“One of the things I love doing right now is being a father. The lower levels like NAIA or Division III, they allow you to have a work-life balance, whereas even with a Division II school, Colorado Christian, it was tough being on the road. The last half of our season we had a lot of road games.
“That usually entails me gone from Wednesday or Thursday to Sunday. It takes a lot away from that. That doesn’t include the recruiting that you do throughout the week when you’re at home. (Being with Park University) will allow me to be more of a family man. My goal is to hopefully be a head coach at the NAIA level.”
Park University is the fourth NAIA basketball program in Arizona joining Benedictine University at Mesa, Arizona Christian and Embry-Riddle.
Becoming part of Park’s staff happened by chance. Thomas sent Stubblefield an e-mail informing him two players at Colorado Christian were interested in transferring there.
“He was like, ‘I was going to reach out to you. I’ve heard about you. I know you have a lot of connections. I would really love to talk with you,'” Thomas said. “I made a trip down here. We actually met here at Pima. We had a work out with a few local kids that I wanted to see work out. We had dinner that evening. He ended up offering me the job and it worked itself out.”
Thomas learned more of his coaching craft under Colorado Christian coach Jeff Hironaka, a former Washington State assistant who helped develop Klay Thompson into an NBA player while with the Cougars.
Thomas’ long network of contacts now extends to Colorado with Hironaka. In his time with Arizona Power, Pusch Ridge, and coaching with Peabody and Pima assistant Mike Morgan while at Ironwood Ridge and with the Tucson Heat AAU program, Thomas has developed an extensive list of coaches and players he can reach out to for information on potential recruits.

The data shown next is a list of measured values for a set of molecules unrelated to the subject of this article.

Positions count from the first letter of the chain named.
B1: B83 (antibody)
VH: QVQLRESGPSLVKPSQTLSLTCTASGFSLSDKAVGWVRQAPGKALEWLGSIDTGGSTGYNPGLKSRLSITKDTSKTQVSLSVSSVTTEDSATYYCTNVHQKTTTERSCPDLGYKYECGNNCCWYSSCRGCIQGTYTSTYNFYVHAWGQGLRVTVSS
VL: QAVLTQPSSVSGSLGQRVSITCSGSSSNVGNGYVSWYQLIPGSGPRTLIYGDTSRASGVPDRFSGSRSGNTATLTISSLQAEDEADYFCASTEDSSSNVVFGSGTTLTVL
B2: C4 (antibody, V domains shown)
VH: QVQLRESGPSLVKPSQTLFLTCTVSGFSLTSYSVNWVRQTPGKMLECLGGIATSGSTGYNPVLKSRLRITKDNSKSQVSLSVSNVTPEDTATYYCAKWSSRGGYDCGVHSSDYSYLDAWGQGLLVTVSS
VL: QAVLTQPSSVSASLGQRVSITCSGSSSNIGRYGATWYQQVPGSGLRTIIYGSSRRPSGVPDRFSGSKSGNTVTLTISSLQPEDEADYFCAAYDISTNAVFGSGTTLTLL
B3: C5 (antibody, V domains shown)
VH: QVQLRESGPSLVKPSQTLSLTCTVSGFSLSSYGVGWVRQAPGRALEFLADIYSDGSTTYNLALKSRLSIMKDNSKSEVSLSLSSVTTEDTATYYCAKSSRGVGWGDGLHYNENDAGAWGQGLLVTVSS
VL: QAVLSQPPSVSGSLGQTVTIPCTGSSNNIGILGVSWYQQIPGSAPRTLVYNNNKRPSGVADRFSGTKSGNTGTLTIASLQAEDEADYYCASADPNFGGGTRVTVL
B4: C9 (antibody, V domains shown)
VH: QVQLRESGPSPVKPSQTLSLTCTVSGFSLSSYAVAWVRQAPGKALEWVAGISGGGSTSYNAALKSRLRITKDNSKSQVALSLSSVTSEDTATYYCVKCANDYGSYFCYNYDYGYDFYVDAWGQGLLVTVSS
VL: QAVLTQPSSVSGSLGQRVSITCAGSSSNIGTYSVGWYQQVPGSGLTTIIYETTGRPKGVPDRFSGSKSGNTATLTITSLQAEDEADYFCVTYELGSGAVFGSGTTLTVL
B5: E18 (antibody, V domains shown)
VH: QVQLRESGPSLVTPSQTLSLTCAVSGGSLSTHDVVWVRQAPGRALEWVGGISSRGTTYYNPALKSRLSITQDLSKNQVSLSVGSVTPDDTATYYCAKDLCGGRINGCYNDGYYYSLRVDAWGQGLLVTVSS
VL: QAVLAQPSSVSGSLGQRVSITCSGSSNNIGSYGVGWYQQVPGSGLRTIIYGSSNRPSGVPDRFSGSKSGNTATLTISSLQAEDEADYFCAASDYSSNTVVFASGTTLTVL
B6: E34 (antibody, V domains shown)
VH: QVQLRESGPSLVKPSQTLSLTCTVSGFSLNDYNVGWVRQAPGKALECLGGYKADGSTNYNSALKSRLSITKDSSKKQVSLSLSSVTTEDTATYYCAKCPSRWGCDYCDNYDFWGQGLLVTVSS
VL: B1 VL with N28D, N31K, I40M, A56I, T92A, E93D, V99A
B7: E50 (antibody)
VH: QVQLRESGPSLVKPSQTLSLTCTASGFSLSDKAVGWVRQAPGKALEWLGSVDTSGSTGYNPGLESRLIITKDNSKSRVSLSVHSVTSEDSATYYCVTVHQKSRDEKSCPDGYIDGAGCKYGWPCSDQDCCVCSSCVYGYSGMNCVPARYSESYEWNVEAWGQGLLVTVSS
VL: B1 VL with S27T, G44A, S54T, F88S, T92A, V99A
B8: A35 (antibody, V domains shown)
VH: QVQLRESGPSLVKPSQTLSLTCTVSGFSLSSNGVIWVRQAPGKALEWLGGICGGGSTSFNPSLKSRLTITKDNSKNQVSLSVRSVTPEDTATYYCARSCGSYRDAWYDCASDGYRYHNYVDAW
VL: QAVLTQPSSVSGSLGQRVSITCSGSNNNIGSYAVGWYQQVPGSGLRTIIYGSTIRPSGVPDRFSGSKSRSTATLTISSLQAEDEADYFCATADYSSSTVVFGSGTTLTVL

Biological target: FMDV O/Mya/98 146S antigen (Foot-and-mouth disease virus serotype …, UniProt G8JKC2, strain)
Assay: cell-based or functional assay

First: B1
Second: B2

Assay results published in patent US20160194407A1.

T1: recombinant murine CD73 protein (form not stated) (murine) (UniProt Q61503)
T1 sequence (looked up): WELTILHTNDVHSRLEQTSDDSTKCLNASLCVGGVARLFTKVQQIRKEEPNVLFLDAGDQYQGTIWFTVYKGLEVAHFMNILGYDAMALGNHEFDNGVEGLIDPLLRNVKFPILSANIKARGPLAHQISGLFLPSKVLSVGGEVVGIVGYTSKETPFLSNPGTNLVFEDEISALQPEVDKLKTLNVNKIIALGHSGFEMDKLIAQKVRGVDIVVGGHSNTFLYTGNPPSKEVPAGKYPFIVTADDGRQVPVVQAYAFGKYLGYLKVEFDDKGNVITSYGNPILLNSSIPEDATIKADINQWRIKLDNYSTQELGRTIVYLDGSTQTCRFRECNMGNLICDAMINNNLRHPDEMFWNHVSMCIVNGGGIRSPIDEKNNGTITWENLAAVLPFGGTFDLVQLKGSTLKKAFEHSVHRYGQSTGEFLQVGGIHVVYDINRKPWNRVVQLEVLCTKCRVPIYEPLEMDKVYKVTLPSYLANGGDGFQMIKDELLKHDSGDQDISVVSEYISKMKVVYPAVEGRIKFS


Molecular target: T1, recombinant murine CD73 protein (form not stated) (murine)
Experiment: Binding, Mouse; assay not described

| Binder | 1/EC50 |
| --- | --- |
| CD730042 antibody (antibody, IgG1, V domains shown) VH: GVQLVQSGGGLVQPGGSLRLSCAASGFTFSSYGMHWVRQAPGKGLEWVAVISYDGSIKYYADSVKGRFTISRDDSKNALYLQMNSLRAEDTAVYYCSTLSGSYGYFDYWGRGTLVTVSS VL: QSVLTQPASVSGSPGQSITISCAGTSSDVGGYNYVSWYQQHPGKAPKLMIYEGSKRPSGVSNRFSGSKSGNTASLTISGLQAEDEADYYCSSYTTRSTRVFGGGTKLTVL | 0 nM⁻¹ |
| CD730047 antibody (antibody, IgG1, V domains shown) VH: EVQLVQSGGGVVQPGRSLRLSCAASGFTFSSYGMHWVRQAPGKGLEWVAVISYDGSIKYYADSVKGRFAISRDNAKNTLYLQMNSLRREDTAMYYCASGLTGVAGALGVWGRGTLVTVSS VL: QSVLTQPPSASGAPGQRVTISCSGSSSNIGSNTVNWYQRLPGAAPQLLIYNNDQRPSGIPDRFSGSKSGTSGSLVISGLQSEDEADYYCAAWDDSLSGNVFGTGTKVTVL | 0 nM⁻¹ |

He shares a background with Arizona coach Sean Miller having coached each of Miller’s three sons — Austin, Cameron and Braden. He coached Austin when he played with the Tucson Heat and Cameron with Arizona Power. He has also helped train Braden, who will be a senior next season at Salpointe.
The Lancers’ head coach, Jim Reynolds, was an assistant with Thomas at Pusch Ridge in the 2015-16 season.
Of the interesting dynamic of coaching sons of a Division I head coach, Thomas said, “Miller was cool. He never told me how to coach. He never told me what to do. He said, ‘Hey, I think my son needs to get better in this and this” and I would develop workouts that tailored to that. Other than that, it was a very mutual respect. At the end of the day, those kids had their own identity. I never really looked at them as Sean’s kids, just as Austin, Cameron and Braden. I developed a great relationship with Cameron while coaching Arizona Power. I never thought of him as Sean’s kid.”